More than 26 million people in the UK bank online. It is a very secure and convenient way to access your bank's services. However, you need to be wary of fraudsters trying to gain access to your account, usually by trying to dupe you into handing over security information such as your username, passwords and your memorable information.
“Phishing” is the name given to the practice of sending emails to many people at random, which claim to come from a reputable company such as your bank. The emails attempt to trick people into entering sensitive information onto forms or websites operated by fraudsters.
These emails often claim that it is necessary to "update" or "verify" your password or customer account information and they urge you to click on a link in the email which takes you to a form or to a bogus website that may resemble the website of a genuine organisation. However, any information entered on the website or form will be used by the criminals for their own fraudulent purposes.
The key thing is to be suspicious of all unexpected emails you receive, even if they appear to originate from a trusted source. Although your bank may contact you by email, they will never ask you to reconfirm your login or security password information by clicking on a link in an email and visiting a website. Stop to think about how your bank normally communicates with you and never disclose your full password, your four-digit PIN number or any personal information.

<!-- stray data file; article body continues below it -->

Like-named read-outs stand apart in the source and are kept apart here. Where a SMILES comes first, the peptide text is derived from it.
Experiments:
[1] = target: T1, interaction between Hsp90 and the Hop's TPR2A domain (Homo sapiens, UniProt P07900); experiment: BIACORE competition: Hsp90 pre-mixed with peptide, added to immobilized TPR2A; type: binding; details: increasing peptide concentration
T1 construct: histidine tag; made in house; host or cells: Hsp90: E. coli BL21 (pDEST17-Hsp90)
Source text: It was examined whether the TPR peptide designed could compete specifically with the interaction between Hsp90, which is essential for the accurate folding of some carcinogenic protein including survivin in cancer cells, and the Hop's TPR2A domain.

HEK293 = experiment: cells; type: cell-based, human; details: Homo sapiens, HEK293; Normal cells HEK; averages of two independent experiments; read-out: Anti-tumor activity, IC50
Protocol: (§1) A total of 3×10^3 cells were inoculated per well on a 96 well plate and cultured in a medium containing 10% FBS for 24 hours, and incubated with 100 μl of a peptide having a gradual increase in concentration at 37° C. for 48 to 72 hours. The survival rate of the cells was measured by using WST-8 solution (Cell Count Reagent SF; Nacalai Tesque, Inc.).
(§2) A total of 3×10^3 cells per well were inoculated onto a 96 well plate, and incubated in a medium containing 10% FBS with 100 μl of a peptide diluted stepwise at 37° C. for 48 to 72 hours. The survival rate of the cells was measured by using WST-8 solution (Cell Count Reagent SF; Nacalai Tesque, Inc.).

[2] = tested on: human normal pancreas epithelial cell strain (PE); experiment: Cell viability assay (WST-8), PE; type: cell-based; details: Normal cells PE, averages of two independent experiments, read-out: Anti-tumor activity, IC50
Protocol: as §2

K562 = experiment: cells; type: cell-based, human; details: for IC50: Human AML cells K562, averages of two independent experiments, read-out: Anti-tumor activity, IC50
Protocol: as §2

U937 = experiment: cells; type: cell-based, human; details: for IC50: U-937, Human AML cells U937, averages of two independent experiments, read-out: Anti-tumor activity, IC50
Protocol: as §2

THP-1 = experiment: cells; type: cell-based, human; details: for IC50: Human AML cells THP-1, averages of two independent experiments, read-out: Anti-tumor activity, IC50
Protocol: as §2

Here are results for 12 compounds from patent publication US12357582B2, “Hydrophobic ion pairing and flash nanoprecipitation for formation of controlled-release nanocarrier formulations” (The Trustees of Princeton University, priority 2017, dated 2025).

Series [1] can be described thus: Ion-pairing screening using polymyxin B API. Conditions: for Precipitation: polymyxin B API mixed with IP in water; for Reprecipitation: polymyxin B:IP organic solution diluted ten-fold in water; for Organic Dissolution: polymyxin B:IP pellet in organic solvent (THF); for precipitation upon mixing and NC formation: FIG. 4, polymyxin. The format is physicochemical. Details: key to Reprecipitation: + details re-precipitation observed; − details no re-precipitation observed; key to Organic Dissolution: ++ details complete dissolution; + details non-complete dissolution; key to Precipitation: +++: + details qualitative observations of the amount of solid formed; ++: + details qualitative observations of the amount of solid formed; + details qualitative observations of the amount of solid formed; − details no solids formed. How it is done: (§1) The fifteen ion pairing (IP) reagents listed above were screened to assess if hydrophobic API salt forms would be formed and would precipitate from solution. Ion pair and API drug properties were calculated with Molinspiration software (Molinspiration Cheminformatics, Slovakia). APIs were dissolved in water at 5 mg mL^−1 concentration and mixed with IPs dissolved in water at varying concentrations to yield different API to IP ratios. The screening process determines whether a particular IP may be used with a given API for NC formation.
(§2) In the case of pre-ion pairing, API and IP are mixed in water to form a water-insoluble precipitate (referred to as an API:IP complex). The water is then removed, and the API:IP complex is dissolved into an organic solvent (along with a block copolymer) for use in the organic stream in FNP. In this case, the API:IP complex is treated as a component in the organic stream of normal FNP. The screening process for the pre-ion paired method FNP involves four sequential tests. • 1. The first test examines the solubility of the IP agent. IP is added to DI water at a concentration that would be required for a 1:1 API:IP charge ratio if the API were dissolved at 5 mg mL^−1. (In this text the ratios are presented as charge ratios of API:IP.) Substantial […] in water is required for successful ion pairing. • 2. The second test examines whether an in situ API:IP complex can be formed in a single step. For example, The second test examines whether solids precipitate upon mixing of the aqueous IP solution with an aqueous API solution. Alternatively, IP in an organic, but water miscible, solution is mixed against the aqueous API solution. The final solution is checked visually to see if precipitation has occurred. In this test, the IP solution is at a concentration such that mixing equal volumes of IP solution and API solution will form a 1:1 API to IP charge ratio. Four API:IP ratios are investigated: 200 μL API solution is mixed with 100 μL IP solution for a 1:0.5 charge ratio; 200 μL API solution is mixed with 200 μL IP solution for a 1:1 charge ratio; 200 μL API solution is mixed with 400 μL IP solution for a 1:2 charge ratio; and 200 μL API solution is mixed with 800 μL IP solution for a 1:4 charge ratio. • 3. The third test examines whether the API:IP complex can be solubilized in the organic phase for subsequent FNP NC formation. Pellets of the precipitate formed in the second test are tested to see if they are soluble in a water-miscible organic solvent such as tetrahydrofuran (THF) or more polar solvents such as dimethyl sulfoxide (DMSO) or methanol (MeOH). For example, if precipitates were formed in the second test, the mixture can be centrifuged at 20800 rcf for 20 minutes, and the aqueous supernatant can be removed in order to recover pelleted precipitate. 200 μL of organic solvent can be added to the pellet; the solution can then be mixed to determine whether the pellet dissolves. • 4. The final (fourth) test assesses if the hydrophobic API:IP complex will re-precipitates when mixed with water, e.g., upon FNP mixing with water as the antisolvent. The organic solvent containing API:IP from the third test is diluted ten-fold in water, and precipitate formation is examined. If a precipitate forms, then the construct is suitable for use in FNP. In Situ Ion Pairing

- Always be suspicious of unsolicited emails that are supposedly from a reputable organisation, such as your bank or the tax office.
- Be particularly suspicious if you are asked to click on a link inside the email to reset your password rather than ask you to visit the website manually and login there instead.
- Never go to a website from a link in an email and then enter personal details, as the email could be from a fraudulent source.
- Be cautious of any unexpected changes to your bank’s website which involve you being asked for more information than you normally provide.
- Check the URL web address. The login page on your bank’s website address should start with “https”.
- If you think you may have mistakenly visited a phishing site and given your account details, don’t be afraid to contact your bank to inform them immediately. They will take all necessary steps to protect your account.
For further information, visit Bank Safe Online.